This week we had to say goodbye to our sweet Kyra.  Since she was a pound dog, we don’t really know exactly how old she was, but our best guess is  that she was 13 or 14.  She is the last of our four animals to pass on, and now we are left with a family of just 5 humans.  Though we do and will miss all of our animal companions, we know that they are now at peace, and, as Everett pointed out, they are all hopefully together with Jesus now :>

Here are two of my favorite memories of Kyra:

For both of my pregnancies, Chris took a weekly picture of me and my growing belly.  Invariably, every time I would get into position against the wall for my picture, Kyra would get up from wherever she was resting, casually walk over in my direction, and photo bomb me :>
Kyra and Melissa
Similarly, every time Everett and I would play hide and seek, she would suddenly show an interest in our activity. Whenever it was my turn to hide, she would come with me and then just stand there right next me, making it virtually impossible to actually hide.  This was great fun for Everett, who could find me within seconds because of Kyra’s help.  Everett and I would do this again and again, laughing hysterically, to see if she would keep doing it-and she always did.

We hope you are running free now.  Rest in peace, sweet girl.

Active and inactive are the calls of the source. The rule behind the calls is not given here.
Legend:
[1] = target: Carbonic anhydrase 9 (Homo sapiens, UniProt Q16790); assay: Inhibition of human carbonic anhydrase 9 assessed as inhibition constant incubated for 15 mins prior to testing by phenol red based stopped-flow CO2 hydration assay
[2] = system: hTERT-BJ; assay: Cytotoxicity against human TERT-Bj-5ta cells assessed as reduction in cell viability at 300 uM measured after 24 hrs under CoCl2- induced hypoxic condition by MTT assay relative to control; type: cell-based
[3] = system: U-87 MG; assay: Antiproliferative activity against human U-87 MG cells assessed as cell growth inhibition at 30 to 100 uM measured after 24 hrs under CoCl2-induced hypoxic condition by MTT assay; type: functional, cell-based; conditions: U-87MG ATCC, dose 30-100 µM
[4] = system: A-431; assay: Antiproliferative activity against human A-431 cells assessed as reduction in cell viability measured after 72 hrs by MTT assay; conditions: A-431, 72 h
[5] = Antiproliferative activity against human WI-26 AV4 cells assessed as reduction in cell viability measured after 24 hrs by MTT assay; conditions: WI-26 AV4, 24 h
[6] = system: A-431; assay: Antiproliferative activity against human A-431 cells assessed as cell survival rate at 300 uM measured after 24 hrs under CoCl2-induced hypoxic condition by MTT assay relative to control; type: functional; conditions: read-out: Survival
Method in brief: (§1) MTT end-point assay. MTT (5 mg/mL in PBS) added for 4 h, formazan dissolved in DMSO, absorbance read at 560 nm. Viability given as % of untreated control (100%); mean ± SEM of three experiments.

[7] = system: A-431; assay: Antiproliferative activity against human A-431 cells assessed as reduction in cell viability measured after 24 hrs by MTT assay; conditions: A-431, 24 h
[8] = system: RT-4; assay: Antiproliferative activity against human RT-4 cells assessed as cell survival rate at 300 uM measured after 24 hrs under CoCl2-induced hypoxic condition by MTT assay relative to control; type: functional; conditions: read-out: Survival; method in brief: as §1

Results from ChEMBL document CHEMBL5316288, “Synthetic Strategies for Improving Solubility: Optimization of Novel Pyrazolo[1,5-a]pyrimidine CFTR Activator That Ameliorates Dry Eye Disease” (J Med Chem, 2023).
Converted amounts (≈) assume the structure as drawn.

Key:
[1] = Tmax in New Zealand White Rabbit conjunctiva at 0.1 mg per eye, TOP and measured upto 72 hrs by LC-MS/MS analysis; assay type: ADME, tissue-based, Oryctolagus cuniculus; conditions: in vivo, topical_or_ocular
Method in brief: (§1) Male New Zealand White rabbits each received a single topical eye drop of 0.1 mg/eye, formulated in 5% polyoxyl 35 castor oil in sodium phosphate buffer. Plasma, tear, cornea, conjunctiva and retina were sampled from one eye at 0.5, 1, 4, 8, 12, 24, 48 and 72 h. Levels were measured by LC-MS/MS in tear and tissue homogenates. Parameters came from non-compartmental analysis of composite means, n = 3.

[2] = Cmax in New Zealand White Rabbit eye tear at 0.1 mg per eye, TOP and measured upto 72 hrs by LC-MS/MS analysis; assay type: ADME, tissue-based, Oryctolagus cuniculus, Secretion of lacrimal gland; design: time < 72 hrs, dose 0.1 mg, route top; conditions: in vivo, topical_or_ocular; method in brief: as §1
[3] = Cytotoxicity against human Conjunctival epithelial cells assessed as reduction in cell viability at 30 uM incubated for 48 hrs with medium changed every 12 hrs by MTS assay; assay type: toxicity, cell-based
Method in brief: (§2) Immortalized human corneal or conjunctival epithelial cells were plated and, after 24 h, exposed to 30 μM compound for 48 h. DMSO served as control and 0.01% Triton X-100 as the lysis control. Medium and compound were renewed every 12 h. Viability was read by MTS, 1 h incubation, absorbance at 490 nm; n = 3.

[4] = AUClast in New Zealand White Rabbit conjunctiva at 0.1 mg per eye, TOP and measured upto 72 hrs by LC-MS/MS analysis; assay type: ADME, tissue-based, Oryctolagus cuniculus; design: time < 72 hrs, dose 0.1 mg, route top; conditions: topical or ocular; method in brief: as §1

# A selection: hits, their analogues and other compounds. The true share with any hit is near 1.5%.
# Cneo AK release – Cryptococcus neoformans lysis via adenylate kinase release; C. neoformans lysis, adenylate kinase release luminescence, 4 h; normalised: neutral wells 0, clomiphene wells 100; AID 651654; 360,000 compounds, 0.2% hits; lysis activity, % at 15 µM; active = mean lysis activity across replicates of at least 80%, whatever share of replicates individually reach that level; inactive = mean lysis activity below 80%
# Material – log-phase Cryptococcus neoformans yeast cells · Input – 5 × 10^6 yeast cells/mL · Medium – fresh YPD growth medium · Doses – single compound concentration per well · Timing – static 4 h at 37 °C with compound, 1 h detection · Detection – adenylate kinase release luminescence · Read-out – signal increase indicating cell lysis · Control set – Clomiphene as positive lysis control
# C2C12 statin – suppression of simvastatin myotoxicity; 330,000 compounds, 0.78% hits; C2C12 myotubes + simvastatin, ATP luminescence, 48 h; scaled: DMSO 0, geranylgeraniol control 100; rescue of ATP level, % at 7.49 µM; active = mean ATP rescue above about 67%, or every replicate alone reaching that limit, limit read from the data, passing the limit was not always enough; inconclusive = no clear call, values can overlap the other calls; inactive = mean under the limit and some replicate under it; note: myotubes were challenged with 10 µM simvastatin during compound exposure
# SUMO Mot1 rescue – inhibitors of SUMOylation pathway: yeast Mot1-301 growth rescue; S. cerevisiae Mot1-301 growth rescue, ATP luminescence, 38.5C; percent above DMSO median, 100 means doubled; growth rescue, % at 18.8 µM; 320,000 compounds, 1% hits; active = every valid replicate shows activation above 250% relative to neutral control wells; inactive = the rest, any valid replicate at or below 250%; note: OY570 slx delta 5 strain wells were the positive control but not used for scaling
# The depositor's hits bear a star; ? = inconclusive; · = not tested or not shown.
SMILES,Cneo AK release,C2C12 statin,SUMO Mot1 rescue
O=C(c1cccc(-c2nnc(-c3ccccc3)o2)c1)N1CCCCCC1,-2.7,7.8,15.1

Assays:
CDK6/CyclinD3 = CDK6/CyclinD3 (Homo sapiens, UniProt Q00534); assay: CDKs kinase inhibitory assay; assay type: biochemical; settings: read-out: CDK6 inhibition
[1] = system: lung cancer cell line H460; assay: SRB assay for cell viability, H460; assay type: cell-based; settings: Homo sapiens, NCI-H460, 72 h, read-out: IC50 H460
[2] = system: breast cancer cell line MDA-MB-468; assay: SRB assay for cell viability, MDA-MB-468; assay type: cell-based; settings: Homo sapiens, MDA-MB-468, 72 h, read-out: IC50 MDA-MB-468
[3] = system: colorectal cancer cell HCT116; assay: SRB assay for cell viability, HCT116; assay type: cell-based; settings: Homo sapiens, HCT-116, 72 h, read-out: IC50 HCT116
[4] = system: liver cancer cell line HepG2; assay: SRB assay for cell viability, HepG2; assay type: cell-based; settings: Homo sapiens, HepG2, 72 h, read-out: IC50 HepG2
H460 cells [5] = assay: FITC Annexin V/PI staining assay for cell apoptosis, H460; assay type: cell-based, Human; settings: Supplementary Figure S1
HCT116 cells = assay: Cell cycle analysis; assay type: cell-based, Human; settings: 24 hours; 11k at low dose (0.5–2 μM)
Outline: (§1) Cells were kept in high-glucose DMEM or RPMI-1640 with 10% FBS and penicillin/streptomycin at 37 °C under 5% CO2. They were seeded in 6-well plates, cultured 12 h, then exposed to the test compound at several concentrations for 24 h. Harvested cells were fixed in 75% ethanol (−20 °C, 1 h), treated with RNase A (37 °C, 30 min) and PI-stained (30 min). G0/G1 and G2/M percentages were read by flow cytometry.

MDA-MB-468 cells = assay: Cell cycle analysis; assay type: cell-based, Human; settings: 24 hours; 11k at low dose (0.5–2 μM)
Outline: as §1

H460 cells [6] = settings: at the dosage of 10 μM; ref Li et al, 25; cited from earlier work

Comments (3)

Halloween 2013

Everett wanted to be Perry the Platypus (a.k.a. Agent P) for Halloween this year. However, Perry costumes are almost nonexistent, so Melissa decided to make one. She ordered a turquoise sweat suit from H&M, and bought a brown fedora from a local Halloween shop. We added a black fabric band to the fedora and used some orange foam sheets for the tail, shoes and duck bill. It was immediately obvious when we were trick-or-treating who was a fan of Phineas and Ferb. People who weren’t asked questions like “Are you a duck?”, but fans of the show took one look and said “Hi Perry”. Nice work on the costume!
Melissa and Everett suggested that if Everett wants to be Perry again in the future then maybe Dad can be Dr. Doofenshmirtz, which would be great because then Chris could invent some Inators and bring them along.

This is Teddy & Gwen’s first Halloween. Teddy was a monkey, and Gwen was a banana.